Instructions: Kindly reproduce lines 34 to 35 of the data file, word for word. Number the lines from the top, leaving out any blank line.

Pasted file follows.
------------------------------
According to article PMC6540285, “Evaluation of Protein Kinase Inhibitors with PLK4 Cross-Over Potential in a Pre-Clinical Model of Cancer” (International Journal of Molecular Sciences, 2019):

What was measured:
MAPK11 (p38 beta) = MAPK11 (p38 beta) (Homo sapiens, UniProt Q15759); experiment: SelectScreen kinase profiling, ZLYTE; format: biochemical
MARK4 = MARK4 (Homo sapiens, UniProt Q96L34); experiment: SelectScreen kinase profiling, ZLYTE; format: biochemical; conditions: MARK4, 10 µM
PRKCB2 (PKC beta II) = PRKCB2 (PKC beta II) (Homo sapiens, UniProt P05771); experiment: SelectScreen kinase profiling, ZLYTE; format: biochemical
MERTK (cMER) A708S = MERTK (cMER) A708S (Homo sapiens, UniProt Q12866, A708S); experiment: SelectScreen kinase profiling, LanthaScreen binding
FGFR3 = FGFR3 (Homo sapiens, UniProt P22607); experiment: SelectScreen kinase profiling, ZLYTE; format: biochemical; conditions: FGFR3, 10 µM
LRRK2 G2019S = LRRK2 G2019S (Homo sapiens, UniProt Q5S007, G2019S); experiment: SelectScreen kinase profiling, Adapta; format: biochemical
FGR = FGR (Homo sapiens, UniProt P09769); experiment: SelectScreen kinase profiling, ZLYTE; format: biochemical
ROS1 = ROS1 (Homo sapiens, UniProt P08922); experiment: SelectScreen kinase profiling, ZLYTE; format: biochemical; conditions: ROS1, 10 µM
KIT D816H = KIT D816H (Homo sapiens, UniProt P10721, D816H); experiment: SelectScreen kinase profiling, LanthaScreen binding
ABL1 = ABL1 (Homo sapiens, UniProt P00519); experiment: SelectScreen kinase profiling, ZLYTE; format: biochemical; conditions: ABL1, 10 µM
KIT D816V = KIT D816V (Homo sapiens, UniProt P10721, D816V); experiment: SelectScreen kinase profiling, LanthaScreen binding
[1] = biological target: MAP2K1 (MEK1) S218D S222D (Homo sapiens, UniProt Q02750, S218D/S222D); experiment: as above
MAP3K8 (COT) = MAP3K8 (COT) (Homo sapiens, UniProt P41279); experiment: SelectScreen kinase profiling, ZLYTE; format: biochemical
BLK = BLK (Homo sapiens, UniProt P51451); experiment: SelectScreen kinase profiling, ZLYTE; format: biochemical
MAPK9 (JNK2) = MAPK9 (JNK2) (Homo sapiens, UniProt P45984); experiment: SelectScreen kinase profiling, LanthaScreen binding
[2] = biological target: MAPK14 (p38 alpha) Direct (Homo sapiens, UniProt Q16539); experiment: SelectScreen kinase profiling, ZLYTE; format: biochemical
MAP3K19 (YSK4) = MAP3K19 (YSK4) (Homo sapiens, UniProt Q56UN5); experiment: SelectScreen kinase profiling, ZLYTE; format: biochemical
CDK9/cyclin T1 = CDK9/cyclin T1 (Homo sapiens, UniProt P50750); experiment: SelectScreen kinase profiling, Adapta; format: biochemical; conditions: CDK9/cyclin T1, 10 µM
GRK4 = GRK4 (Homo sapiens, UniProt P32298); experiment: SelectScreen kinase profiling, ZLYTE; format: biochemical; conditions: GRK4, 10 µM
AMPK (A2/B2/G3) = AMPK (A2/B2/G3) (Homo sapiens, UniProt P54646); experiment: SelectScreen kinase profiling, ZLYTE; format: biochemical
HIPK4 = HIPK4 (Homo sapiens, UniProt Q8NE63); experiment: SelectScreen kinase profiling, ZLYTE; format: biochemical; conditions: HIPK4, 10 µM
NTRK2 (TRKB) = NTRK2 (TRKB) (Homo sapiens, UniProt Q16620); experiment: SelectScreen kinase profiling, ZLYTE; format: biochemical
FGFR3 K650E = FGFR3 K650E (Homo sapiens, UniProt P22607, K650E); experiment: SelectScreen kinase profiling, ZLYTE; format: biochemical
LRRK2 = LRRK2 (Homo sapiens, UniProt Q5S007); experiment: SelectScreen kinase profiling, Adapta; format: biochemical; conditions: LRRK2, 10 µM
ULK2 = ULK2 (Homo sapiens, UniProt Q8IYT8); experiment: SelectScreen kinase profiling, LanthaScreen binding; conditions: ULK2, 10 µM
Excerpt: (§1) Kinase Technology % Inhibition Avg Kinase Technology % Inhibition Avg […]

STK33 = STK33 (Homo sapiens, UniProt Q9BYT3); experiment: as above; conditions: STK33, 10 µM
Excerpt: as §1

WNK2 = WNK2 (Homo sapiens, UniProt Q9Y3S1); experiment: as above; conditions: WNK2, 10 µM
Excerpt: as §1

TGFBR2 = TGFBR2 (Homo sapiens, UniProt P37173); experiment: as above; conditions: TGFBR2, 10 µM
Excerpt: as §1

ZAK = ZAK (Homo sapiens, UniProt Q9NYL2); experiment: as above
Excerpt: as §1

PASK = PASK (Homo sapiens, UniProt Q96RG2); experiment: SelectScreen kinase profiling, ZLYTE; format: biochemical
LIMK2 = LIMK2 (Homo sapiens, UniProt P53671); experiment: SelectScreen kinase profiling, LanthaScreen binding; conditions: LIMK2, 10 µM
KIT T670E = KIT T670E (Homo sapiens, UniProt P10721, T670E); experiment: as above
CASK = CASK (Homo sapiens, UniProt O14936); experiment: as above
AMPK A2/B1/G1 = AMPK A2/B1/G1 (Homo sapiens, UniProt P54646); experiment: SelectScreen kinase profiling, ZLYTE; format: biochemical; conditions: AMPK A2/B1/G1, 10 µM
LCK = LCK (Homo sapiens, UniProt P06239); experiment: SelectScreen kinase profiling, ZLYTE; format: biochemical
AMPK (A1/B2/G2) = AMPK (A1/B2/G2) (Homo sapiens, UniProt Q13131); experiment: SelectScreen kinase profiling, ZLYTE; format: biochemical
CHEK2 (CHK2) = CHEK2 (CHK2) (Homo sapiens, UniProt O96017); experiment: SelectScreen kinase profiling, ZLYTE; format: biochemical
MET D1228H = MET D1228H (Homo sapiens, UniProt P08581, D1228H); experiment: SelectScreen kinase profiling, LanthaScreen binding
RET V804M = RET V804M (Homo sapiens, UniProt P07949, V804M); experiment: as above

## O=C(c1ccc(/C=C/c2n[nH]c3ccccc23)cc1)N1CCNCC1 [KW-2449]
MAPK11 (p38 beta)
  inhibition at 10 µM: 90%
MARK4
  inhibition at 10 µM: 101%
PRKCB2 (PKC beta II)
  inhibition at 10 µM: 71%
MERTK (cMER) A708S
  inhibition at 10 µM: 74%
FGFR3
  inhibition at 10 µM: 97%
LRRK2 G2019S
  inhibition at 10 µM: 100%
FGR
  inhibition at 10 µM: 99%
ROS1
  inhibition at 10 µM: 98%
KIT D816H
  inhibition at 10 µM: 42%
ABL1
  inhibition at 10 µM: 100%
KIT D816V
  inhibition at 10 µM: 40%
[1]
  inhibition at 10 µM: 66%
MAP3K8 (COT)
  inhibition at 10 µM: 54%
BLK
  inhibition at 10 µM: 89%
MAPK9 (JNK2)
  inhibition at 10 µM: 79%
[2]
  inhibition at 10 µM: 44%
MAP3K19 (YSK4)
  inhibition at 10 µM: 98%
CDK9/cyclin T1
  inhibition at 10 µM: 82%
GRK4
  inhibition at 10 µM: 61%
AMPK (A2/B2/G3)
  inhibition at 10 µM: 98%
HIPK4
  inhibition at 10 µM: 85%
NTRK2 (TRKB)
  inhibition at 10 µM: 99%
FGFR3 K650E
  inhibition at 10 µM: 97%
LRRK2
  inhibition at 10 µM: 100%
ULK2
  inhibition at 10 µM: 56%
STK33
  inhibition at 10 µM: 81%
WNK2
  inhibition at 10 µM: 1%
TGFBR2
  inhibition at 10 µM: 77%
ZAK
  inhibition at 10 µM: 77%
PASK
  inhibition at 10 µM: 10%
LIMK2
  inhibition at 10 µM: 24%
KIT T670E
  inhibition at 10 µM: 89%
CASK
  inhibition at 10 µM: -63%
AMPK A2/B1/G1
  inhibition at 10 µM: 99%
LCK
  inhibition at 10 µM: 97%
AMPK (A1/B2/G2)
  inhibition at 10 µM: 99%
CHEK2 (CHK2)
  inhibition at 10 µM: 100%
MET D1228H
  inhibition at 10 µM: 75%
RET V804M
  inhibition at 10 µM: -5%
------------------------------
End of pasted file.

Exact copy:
Excerpt: as §1

ZAK = ZAK (Homo sapiens, UniProt Q9NYL2); experiment: as above